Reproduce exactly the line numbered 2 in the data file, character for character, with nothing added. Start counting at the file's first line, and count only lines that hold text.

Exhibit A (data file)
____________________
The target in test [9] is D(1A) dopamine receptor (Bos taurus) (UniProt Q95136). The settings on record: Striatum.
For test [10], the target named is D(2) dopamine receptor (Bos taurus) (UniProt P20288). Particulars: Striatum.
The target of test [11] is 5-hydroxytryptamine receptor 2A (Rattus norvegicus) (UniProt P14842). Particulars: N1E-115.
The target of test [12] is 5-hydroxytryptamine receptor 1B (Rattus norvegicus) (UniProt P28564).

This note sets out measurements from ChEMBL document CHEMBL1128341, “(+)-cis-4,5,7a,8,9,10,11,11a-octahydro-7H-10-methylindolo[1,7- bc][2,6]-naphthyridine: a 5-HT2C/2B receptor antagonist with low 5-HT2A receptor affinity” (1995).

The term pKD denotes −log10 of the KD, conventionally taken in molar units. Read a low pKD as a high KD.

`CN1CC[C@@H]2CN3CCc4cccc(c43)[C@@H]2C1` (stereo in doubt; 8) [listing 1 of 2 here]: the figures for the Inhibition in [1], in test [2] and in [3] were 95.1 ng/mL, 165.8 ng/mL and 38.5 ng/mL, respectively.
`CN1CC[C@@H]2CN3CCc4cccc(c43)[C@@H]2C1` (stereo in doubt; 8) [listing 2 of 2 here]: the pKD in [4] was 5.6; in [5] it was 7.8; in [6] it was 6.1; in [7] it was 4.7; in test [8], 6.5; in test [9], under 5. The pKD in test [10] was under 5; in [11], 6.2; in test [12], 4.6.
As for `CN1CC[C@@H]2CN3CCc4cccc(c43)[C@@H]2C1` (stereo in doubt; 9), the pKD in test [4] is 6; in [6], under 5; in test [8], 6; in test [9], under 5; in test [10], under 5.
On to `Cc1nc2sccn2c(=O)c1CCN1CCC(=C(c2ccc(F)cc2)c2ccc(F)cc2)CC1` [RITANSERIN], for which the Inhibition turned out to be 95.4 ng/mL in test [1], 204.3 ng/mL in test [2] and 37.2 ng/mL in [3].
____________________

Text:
For test [10], the target named is D(2) dopamine receptor (Bos taurus) (UniProt P20288). Particulars: Striatum.